Turin, Italy — Eurovision Village comes to life. Ordinarily known as Parco del Valentino, this Eurovision Song Contest fan zone is now drawn to the festive mood and attracts hundreds of people from all over the world, adorned with the colorful flags of their home countries. One of those flags is everywhere. Ukrainian blue and yellow.
The event, which will draw 183 million viewers and play Saturday night finals, is a reminder that Russia’s war in Ukraine enters its third month this year. While one of the competing nations is devastated by war, tournament organizers are challenged to host a televised party.
Among the 40 competing songs this year is “Stefania” from Ukraine by the Kalush Orchestra. It mixes traditional folk music with rap and is one of the favorites to win, in part because of public sympathy for Ukraine. They won the semifinals on Tuesday and advanced to the finals.
People travel from all over the world to attend the carnival-like atmosphere that comes with Eurovision, with competing countries across Europe and Australia. For many, there is a feeling that a victory for Ukraine is inevitable.
“It’s only natural for them to win this year,” said Nicklas Wikblad, 37, who has a marketing job in Stockholm and waving a Swedish flag outside a beer stall.
Wikblad was attending a contest with Grace Pan, 28, an American e-commerce resident based in Stockholm. Pan hoped to bring the best of both worlds with a powerful Swedish show. “If Sweden finishes second, we can co-host with Ukraine next year, which will be a good message for Eurovision,” she said.
Another fan flocking to town for the semifinals on Thursday was Bea Blanco, 30, a lab technician from Cordoba, Spain. She hung the Spanish flag and she thought Ukraine would win, but she was not thrilled with the idea, she said.
“The song is okay, but I don’t think it’s a winner’s song,” she said. When asked if it is right for a song to win based on emotion rather than strength, she said, “It’s not like that for me.
Gavin Williams, 32, a lawyer from Bristol, England, who was wearing Union Jack sunglasses with friends, sees Ukraine’s victory as a sign of the European Union. “I think it’s a good representation of the European community coming together to support Ukraine. If that happens, that’s a great result,” he said.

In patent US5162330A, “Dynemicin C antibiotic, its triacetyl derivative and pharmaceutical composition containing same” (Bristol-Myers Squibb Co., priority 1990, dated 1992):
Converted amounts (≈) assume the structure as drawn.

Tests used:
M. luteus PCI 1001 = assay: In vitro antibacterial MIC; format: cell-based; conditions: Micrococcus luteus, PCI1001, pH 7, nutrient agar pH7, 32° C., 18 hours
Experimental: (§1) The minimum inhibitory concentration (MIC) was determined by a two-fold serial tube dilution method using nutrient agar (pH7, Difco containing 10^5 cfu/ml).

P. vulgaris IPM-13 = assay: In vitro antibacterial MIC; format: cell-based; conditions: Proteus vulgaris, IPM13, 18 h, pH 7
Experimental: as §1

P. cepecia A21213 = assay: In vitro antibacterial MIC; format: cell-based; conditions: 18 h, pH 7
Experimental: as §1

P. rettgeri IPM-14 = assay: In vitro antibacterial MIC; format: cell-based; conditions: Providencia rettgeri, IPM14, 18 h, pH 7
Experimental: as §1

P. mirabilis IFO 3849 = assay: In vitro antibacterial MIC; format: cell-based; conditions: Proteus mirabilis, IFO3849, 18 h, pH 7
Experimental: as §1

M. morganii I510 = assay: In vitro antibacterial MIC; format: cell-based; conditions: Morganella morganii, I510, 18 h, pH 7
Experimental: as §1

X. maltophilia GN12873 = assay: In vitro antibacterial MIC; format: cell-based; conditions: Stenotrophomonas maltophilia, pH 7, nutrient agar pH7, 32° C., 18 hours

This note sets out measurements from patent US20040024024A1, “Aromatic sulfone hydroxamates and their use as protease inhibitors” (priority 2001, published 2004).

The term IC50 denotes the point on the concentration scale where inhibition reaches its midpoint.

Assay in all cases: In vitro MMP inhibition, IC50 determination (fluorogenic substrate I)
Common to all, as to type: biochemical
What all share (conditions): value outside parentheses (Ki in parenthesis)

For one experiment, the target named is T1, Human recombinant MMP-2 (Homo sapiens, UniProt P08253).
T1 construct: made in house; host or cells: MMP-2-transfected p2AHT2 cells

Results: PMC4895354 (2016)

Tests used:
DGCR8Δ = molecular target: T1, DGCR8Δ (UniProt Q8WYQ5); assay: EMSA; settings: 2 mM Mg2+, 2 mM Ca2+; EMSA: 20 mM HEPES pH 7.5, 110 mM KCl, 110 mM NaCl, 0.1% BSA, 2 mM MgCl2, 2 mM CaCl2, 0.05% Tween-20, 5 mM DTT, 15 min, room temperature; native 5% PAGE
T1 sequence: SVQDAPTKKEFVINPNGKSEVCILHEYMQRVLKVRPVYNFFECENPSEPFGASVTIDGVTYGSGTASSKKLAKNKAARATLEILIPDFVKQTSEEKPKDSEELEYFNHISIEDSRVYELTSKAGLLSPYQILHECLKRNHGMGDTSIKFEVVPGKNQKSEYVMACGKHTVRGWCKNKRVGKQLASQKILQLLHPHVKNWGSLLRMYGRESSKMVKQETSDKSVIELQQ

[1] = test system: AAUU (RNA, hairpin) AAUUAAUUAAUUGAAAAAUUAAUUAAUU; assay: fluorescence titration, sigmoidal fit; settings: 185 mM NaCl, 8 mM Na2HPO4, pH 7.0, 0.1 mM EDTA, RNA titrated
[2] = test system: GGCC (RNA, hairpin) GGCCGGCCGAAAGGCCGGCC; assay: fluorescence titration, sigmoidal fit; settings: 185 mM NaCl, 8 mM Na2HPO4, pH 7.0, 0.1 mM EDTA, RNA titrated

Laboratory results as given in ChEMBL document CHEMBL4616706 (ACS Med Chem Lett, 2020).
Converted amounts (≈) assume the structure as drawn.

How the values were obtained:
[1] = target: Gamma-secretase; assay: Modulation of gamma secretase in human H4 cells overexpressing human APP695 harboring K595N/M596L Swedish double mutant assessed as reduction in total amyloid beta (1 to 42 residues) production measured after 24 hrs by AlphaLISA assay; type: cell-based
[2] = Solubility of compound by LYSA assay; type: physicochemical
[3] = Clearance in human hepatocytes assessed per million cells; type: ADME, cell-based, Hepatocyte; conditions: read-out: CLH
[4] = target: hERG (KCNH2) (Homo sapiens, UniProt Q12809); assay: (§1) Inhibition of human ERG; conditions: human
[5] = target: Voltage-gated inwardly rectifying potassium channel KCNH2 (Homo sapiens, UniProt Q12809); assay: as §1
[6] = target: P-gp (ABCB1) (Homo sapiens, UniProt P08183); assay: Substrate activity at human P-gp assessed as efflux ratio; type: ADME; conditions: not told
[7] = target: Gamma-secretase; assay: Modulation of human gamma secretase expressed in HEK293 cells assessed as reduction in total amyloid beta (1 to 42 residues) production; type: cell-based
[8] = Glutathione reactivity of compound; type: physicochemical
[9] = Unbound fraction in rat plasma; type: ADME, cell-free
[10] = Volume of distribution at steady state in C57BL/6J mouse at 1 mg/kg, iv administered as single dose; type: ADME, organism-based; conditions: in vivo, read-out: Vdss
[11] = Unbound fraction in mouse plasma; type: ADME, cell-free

Each year, the winner is decided by aggregating the votes of a national jury of public and music experts from each participating country. The competition will be held in Turin this year as the Italian band Måneskin won last year.
If Ukraine wins, given the damage caused by the war, whether Ukraine can physically host the 2023 Games will be an obvious logistical issue. The European Broadcasting Union (EBU), which operates Eurovision, said in a statement to NBC News that it cannot speculate about Ukraine’s contingency plans for victory.
“Once a winner is decided on Saturday night, regardless of who the winner is, we’ll start reviewing that kind of decision next week,” they said.
Eurovision’s longtime powerhouse, Russia, was banned from competition by the EBU after it invaded Ukraine in late February.
The EBU has often attempted to walk the tightrope to keep competition apolitical, despite the fact that competing countries are sometimes involved in conflict.
Officially, the song should be apolitical, but Ukraine entered the contest in 2016 with a song about the deportation of Crimean Tatars by Soviet troops in the 1940s. The song, released after Russia’s annexation of Crimea in 2014, has proven controversial, but the EBU has decided that it has not violated a political ban and went on to win the contest.
As with many other parts of the current conflict, Russia’s view of Eurovision will be significantly different from that of the rest of the world. Russians will not be able to watch the competition on TV as Russian stations that were EBU members withdrew after Russia was banned. EBU will not block online feeds for Russian viewers, the statement said.
So far, the show has muted direct support for Ukraine, but member of the Icelandic band Systur and Lithuanian contestant Monika Liu waved the Ukrainian flag in the green room as they advanced to the finals. Members of the Czech delegation also wore “no war” shirts behind the scenes.
Kalush Orchestra rapper Oleh Psiuk said to the crowd “Thank you for supporting Ukraine” after performing in the first semifinal on Tuesday.
The tournament’s three hosts, Laura Pausini, Alessandro Cattelan and Mika, avoided direct mention of the war, but appeared to be making an oblique comment on world divisions at the start of the show on Tuesday.
“Nothing brings people together like art and music. It is powerful and beautiful. And now we need it more than ever,” said Mika.
“Songs will come to help us with messages of freedom, love and peace,” Cattelan added.